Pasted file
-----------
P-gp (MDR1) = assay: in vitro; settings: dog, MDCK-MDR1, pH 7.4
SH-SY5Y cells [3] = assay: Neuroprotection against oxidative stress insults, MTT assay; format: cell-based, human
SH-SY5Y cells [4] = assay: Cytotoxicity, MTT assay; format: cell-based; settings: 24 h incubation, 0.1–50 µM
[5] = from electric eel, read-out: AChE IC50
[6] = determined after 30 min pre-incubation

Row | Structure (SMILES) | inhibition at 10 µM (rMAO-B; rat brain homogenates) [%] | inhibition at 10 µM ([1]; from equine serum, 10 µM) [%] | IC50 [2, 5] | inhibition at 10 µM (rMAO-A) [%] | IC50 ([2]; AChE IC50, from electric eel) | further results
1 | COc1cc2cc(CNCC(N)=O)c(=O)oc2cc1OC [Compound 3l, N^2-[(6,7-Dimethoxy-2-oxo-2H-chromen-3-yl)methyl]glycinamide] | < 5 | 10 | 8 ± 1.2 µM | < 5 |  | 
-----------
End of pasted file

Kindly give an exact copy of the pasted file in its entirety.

P-gp (MDR1) = assay: in vitro; settings: dog, MDCK-MDR1, pH 7.4
SH-SY5Y cells [3] = assay: Neuroprotection against oxidative stress insults, MTT assay; format: cell-based, human
SH-SY5Y cells [4] = assay: Cytotoxicity, MTT assay; format: cell-based; settings: 24 h incubation, 0.1–50 µM
[5] = from electric eel, read-out: AChE IC50
[6] = determined after 30 min pre-incubation

Row | Structure (SMILES) | inhibition at 10 µM (rMAO-B; rat brain homogenates) [%] | inhibition at 10 µM ([1]; from equine serum, 10 µM) [%] | IC50 [2, 5] | inhibition at 10 µM (rMAO-A) [%] | IC50 ([2]; AChE IC50, from electric eel) | further results
1 | COc1cc2cc(CNCC(N)=O)c(=O)oc2cc1OC [Compound 3l, N^2-[(6,7-Dimethoxy-2-oxo-2H-chromen-3-yl)methyl]glycinamide] | < 5 | 10 | 8 ± 1.2 µM | < 5 |  | 